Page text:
News / Economy

Indonesia Under Pressure to Prevent Plummeting Rupiah

An employee shows stacks of rupiah banknotes at a money changer in Jakarta, Indonesia, Aug. 23, 2013.
An employee shows stacks of rupiah banknotes at a money changer in Jakarta, Indonesia, Aug. 23, 2013.
TEXT SIZE - +
Kate Lamb
— Indonesia’s government has announced new policies to mitigate the rapidly depreciating rupiah, which has faced its worst week since 2008. Analysts say the measures are unlikely to be effective in the short term, because of broader trends affecting currencies across Asia.

A darling of investors at a time when advanced economies were flailing, Indonesia’s economic boom is being rapidly undermined by its plummeting rupiah.

Following reports of a record high current account deficit, the country has faced sell-offs in the rupiah, stocks and bonds. This week more than $500 million in global funds have been pulled from the local stock exchange.

Already among Asia’s worst performing currencies this year, the rupiah has now suffered its worst week in four years, sliding 4.2 percent. On Friday the government announced plans designed to boost investment and reduce imports.

The measures include increasing import taxes on luxury cars, reducing oil imports and providing tax incentives for investments in agriculture and the metal industries.

HSBC senior economist Fauzi Ichsan said the plan would not prevent the rupiah from depreciating further in the short term.

“Certainly the policy package will help boost exports, boost foreign direct investment but that’s for the long run. The impact of the policy once it is in implemented will only be felt in three to six months, earliest, so it does not really address the immediate problem of the lack of dollar liquidity in the foreign exchange market,” said Ichsan.

The Indonesian government has also revised its GDP growth estimate from 6.3 to 5.9 percent this year.

Ichsan said the rupiah was likely to remain ‘fragile’ and would not rebound until after the general election in the second half of 2014.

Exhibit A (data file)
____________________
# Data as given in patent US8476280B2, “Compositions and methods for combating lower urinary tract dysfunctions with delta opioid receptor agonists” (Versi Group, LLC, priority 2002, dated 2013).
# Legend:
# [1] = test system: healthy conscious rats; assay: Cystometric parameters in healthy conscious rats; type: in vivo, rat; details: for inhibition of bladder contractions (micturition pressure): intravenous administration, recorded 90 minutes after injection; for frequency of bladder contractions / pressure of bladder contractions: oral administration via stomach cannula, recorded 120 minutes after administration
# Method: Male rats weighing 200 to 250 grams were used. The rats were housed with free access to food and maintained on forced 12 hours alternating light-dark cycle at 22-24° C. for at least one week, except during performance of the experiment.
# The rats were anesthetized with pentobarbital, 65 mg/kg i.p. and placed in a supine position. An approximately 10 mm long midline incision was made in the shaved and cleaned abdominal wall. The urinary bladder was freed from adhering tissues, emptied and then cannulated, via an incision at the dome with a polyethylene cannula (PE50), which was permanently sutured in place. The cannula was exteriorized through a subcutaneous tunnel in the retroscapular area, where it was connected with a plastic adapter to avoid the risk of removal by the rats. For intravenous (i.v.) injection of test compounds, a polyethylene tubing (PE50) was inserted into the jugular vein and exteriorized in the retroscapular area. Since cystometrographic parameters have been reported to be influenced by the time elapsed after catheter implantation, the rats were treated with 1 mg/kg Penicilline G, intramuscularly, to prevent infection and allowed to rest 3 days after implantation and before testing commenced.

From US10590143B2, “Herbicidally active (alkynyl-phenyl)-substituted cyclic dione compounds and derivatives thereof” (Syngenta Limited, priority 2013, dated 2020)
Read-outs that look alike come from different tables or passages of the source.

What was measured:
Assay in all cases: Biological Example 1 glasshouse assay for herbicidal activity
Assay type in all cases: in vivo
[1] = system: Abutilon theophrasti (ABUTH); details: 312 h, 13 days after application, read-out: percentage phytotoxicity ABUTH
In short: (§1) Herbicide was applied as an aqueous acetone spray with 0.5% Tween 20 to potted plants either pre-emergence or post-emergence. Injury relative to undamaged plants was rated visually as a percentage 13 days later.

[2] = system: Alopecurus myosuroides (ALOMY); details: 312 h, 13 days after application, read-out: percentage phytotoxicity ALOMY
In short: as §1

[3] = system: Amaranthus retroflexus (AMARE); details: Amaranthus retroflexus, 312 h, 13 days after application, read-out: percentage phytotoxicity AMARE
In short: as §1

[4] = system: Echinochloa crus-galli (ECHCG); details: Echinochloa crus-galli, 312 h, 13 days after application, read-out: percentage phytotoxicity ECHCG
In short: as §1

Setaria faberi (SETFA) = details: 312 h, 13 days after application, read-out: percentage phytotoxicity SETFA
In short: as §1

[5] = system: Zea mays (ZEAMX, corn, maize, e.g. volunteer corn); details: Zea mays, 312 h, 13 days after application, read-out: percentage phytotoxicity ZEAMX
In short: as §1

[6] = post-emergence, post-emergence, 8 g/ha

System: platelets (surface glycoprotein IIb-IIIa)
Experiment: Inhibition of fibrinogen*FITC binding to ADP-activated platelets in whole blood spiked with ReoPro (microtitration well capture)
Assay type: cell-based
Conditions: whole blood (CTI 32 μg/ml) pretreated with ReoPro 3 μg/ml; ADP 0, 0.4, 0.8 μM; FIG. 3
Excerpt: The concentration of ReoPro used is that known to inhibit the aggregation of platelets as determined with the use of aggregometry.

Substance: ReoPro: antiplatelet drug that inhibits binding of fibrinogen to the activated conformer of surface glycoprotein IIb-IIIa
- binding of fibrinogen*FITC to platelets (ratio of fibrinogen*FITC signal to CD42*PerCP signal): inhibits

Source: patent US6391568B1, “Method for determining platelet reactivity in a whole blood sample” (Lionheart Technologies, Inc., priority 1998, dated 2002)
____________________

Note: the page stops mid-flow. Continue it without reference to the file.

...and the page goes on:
Speculation that the U.S. Federal Reserve will begin winding down its stimulus program, along with slowdowns in China and India have also hit Indonesia, which relies heavily on commodity exports.

Currencies across South and Southeast Asia have fallen hard this week, with Indonesia and India suffering the steepest losses. The currencies of Thailand, Malaysia and the Philippines also fell, but by less than one percent.

But analyst Andrew Colquhoun, from Fitch Rating in Hong Kong said concerns the region could be headed for a repeat of the Asian Financial Crisis of 1997 are unwarranted.

“We think Indonesia is in a rather stronger position today from a sovereign credit perspective certainly than it was in 1996 or 1997 and that is true across a range of areas. But one factor is the self insurance that Indonesia and a number of other Asian sovereigns have built up in the form of foreign currency reserves,” he said.

Colquhoun also suggested there was a ‘global reorientation’ of economic growth drivers away from investment and construction within China and toward growing demand in the advanced economies. He said that was also contributing to currency declines in the region.

Fitch Ratings said policy management would be an important factor in whether economic and financial stability was maintained in India and Indonesia.

You May Like

Algerians Vote in Presidential Election

There were few media reports of protests and clashes around the country, but so far no significant violence More

Sharks More Evolved than Previously Thought

The discovery could “profoundly affect our understanding of evolutionary history” More

Pakistan Military Asked to Protect Polio Workers

Request comes as authorities say a Taliban ban on vaccinations in 2012 and deadly attacks on anti-polio teams have prevented thousands of children from getting inoculated More